The Session Initiation Protocol (SIP) is an application layer protocol for establishment, modification and termination of multimedia sessions. It has support for registration and modification of multiple user location information, caller and callee authentication/call authorization, and privacy for call signalling and media streams and media path with ensured QoS. The SIP was created with the design goals to provide transport protocol neutrality, request routing direct or through proxy, separation of signalling and media description, extensibility and roaming. SIP as part
of IETF process, is based on the Hyper Text Transfer Protocol (HTTP) and the Simple Network Management Protocol (SNMP). SIP has some inbuilt service capabilities, allowing SIP elements to implement some intelligent network services like call forwarding, call screening, etc.

Diameter Protocol

Based on requirements of standardization bodies (such as IETF groups or 3GPP) and the industry, the IETF AAA Working Group [20] designed Diameter [5] which includes major improvements to existing AAA protocol RADIUS [21]. The Diameter is defined in terms of base protocol and set of applications. The base protocol provides an extensible framework for the use of AAA services. Each application relies on services of the base protocol to support a specific type of AAA requests. While applications may reuse the Diameter base protocol accounting commands, the base protocol is always used in combination with a particular application which implements the actual authentication and authorization. This design allows the protocol to be extended to new access technologies by specifying a new diameter application. All Diameter clients and servers must use the base protocol in conjunction with at least one diameter application e.g. diameter relay agents only needs to implement the base protocol since it does not need authentication or authorization functionality.

The Diameter is a peer-to-peer protocol and any diameter node can initiate a request. Diameter has three kinds of network nodes: servers, clients and agents. A diameter server handles the authentication, accounting and authorization requests from the clients. Diameter clients are usually the end devices of the network that perform
access control and originate AAA requests. The agent provides relay, proxy, redirect or translation services. Diameter messages are routed according to the network access identifier of a particular user. The flexibility to define new Diameter applications and vendor-specific attributes allows customization without threatening interoperability. This feature of Diameter is recognized by standardization bodies worldwide and 3GPP chose it as the AAA protocol in IMS.

Real-time Transport Protocol (RTP)

The other protocol which is important for multimedia contents is Real-time Transport Protocol (RTP). It provides end-to-end delivery for real-time data. It also contains end-to-end delivery services like payload-type (codec) identification, sequence numbering, time stamping and delivering monitoring for real-time data. RTP provides QoS monitoring (but does not address resource reservation or QoS guarantees) using the Real Time Transfer Control Protocol (RTCP). This monitoring of data delivery provides minimal control and identification functionality, such as provision of information about reception quality which the application can use to make local adjustments (e.g. when congestion is forming, the application could decide to lower the data rate. RTCP also conveys information about media session participants.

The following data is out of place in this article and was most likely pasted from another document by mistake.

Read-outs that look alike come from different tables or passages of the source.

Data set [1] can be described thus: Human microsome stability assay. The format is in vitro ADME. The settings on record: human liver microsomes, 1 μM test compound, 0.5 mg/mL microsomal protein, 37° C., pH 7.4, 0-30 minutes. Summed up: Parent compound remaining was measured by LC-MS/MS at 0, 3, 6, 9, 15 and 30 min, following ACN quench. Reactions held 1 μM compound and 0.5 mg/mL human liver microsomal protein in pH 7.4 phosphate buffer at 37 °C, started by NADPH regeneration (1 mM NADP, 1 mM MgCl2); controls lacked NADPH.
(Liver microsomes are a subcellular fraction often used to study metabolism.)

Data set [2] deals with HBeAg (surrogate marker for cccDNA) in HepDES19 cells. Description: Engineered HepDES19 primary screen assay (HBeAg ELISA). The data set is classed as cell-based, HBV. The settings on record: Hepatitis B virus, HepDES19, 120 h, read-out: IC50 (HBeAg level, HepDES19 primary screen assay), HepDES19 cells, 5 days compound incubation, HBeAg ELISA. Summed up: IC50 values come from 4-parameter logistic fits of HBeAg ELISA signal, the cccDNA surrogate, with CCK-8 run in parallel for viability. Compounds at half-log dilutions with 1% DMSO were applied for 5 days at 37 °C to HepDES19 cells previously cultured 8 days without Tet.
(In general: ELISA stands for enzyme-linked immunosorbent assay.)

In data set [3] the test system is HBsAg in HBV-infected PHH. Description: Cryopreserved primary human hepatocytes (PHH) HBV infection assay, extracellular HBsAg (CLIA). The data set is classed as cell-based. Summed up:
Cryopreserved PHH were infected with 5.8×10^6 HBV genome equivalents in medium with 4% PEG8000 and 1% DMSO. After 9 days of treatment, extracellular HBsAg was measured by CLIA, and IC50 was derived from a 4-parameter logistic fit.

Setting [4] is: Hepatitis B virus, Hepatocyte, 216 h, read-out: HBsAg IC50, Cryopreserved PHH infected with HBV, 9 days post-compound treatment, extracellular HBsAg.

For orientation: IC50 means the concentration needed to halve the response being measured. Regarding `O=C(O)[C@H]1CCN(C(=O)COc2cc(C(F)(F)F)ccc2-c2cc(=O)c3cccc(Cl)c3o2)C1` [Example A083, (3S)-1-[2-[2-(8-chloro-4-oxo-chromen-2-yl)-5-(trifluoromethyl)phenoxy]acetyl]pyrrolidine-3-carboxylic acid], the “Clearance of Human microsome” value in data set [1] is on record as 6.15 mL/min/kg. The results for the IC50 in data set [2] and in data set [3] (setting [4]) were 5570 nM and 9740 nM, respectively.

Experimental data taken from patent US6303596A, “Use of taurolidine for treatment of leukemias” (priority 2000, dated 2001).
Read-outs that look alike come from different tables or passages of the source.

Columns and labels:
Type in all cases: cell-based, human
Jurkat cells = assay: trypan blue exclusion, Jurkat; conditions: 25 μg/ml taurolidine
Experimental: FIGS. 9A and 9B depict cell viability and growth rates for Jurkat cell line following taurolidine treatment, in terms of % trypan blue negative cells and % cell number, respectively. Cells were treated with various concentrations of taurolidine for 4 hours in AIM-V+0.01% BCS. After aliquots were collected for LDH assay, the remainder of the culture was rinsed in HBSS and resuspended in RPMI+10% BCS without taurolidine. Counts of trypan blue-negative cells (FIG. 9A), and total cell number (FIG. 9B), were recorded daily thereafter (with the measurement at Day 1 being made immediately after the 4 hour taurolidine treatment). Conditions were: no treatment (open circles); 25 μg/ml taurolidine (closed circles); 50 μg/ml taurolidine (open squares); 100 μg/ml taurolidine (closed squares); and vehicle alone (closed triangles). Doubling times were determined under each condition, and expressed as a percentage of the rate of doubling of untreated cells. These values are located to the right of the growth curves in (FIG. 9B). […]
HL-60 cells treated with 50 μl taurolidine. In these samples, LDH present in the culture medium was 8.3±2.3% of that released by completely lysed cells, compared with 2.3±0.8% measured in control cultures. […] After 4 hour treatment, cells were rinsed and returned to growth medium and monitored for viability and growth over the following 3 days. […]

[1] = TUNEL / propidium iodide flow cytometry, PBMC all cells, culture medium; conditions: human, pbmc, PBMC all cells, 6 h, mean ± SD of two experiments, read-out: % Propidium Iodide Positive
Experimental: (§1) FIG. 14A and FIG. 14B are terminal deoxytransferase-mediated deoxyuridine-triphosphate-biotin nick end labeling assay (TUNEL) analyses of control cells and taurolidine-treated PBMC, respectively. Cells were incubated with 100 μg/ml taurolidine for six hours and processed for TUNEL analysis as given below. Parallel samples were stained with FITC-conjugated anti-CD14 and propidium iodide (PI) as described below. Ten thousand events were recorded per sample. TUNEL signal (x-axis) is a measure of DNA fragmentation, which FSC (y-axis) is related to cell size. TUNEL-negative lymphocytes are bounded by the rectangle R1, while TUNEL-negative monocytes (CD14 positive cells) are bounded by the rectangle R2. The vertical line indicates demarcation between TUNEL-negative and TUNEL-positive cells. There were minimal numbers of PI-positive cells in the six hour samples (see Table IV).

IMS Reference Points and Interfaces

To connect different IMS entities with each other and carrying signal and information, interfaces and reference points are defined by 3GPP. We will discuss only those interfaces where signalling information is necessary to protect because we are proposing security solution for IMS signalling. In this context, the terms interfaces and reference points are used synonymously.

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Gm Interface:

It connects user equipment (UE) to the IMS Core Network. It is used to transport all SIP signalling messages between the UE and the P-CSCF. Procedures in the Gm reference point can be divided into three main categories: registration, session control and transactions.

Cx

This reference point is located between HSS and I- or S-CSCF. Subscriber and service data are permanently stored in the HSS. This centralized data is utilized by the I-CSCF and the S-CSCF when the user registers or receives sessions using Cx reference point and the selected protocol is Diameter. The procedure can be divided into three main categories: location management, user data handling and user authentication.

ISC:

The IMS Service Control (ISC) interface is located between an S-CSCF and an application server. The AS could behave as an SIP UA or SIP Proxy on this interface. The S-CSCF process the received SIP messages based on the filter criteria stored in the user profile obtained from the HSS.

Sh:

It connects Application Server with the HSS and the used protocol is Diameter. It enables the AS to obtain user data or to get to know the S-CSCF to send SIP request.

Ut Interface:

It is located between a UE and an AS. HTTP is the chosen data protocol
and any further communication protocol needed between user and application has to
rely on HTTP.


Mw:

It is the reference point between different CSCFs i.e. between P-CSCF and I-
CSCF & S-CSCF. The procedures in the Mw reference point can also be divided into
three main categories: registration, session control and transactions.